A Yorkie will shake for several emotional, behavioral, and physical reasons. Some of those reasons are serious concerns, some are just what they are (learn to live with it!), and some of the reasons can be downright cute.
When I saw my first Yorkie, I fell head-over-heels in love. I had to learn about my new friend’s quirks by trial and error, and its shaking was one quirk that took some time to comprehend. I figured out most of the reasons for it in time, and I’ll share them with you, if you read on, to save you some time and trouble.
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Is Your Yorkie Cold?
Yorkies are single-coated canines. That means they lack an undercoat, which helps keep other breeds warm. Yorkies may shake because they are having difficulty regulating their body temperature.
You can help your Yorkie by providing them with a comfortable, plush bed away from drafts. A bed in the sun will make your little one feel like it is on the beach. Mine loved to sunbathe. You can also use your body temperature to warm the little one, holding it on your lap and covering it with a blanket.
Has Your Yorkie Ate Breakfast, Lunch, And Supper?
Some Yorkies are susceptible to hypoglycemia or low blood sugar. A dog in this condition may shake and also appear to be weak or tired.
Make sure you feed your pet several times a day. If it still experiences a drop in blood sugar, have treats ready to help it raise its blood sugar.
Is The Little One Afraid?
Imagine living in a world where everything but the house mouse is bigger than you! Your little one is small, and it knows it. I bet you would tremble now and then, too.
I used a strategy of making myself smaller to comfort my little guy (His name was Little One, by the way). I would simply lay down on the floor, flat on my back or stomach. I’m not sure if it made him feel bigger, but he loved it, and it made him feel better.
Is The Power Transformer Overloaded?
Every Yorkie I have ever seen has been full of energy. Sometimes they virtually vibrate. I swear they have the power of a Great Dane stuffed into their little bodies.
It is vital to make sure your Yorkie gets enough exercise to releases that Great Dane. Little One loved to go out in the backyard and run all around. Then, he would grab a ball, and I would toss it for him to fetch until he wore me out.
What Was That?
Loud noises such as fireworks, slamming doors, sirens, doorbells, or telephones can trigger a nervous reaction in a Yorkie. It is similar to when we are startled or shudder. My little guy used to run under the couch and hide from July 3rd to July 5th.
Remember your pet is sensitive to your emotional state. If your Yorkie is stressed out, the best thing you can do is remain calm and speak in a soothing tone, offering reassurance.
Hey! Here I am! Look At What I Can Do. Do You See Me?
Yorkies may be tiny, but they have lots of smarts; they are not dummies. They easily associate what they like, such as attention, with how they behave. Maybe your little one was cold a few times, but if trembling got your attention then, it might think it can get your attention now by shaking.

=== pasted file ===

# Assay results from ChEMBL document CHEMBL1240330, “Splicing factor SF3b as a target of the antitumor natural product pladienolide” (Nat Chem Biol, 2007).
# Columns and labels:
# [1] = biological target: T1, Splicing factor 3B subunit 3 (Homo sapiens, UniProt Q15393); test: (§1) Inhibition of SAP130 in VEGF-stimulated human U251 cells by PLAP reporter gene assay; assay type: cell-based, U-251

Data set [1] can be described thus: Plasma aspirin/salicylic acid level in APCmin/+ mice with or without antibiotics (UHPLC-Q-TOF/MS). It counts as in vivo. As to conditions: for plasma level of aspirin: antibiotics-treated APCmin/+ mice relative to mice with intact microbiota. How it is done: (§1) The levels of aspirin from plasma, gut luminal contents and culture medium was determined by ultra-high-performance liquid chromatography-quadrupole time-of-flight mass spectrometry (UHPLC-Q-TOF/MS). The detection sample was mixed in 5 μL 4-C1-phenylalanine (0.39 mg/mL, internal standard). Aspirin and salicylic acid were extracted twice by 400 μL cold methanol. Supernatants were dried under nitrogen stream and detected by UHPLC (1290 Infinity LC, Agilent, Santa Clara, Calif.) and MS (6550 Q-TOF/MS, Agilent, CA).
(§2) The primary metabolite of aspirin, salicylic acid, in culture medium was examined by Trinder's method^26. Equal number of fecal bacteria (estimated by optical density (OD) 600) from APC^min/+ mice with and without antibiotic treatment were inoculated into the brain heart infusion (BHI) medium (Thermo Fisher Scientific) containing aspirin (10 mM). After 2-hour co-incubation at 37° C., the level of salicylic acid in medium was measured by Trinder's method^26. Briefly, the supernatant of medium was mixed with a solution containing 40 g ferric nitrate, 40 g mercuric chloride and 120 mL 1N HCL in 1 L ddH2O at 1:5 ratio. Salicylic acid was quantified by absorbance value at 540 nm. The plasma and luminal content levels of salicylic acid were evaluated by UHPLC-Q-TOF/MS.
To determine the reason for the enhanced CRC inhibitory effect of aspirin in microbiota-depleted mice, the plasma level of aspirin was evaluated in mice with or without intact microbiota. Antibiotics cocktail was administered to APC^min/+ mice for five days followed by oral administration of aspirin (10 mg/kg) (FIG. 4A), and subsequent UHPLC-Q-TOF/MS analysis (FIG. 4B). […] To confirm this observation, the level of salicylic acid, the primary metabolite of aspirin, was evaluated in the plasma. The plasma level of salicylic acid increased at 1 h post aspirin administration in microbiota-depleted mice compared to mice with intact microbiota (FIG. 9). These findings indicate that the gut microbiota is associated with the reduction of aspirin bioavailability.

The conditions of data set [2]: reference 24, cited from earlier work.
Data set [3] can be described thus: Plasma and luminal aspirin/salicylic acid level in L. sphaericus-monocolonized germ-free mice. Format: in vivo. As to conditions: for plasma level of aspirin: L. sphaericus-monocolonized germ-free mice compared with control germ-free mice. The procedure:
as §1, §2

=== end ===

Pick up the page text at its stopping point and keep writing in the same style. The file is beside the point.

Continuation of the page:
Sometimes we have to be smarter than our dogs and refuse to give in to their tricks. If your Yorkie is shaking for no reason but to coerce you into giving it attention, don’t give in. The best thing you can do is give it exactly what it doesn’t want. Put it in a closed area for a time-out to discourage it from manipulating you in the future.
I Don’t Feel Good. Will You Help Me?
Trembling or shaking because of an emotional or behavioral issue is one thing. When your pet shakes because it is hurt or sick is quite another. Look for the following symptoms to decide if your little one is calling for help.
From time to time, your Yorkie might pant. That’s okay if it’s only on occasion. They can’t burn off all that energy inside of them without getting a bit out of breath now and then.
However, constant panting may indicate a respiratory problem. If it continues for several hours or other symptoms appear, you should have a vet take a look.
Young Yorkies may experience a condition as old as creation that causes them to shake. They are teething, and it hurts!
You can’t do much about teething. It would be best if you remained tolerant and compassionate. Oh, and leave lots of chew toys lying around!
Likewise, senior dogs may have age-related causes for shaking. They can tremble because of weakened leg muscles, joint pain, or arthritis. A vet will be able to recommend an appropriate treatment to bring your pet some relief.
Seizures are severe medical conditions that are different than shaking or trembling. They may be violent convulsions, or your pet may only twitch and seem disoriented and confused.
In either case, your vet needs to be aware of the problem. In the meantime, try to keep your little one from hurting itself on stairs or furniture; do not try to hold down your pet, try to control it, or try to stop it from seizing. Let the seizure come to an end naturally.
Remember, your pet doesn’t understand what happened, and it is likely to be afraid. Long strokes off your hand on its back from head to tail, along with a warm, friendly voice, will help calm your little one. It will probably want to sleep afterward, so take it to its bed, cover it up, and stay with it until it calms.
Other symptoms that may indicate a medical issue are hiding (except for the 4th of July), crying, vomiting, diarrhea, or loss of appetite. If any of these occur along with shaking or trembling, get your little one to a vet. Now.
Why does your Yorkie shake so much? Learn common reasons why and if there is anything you can do.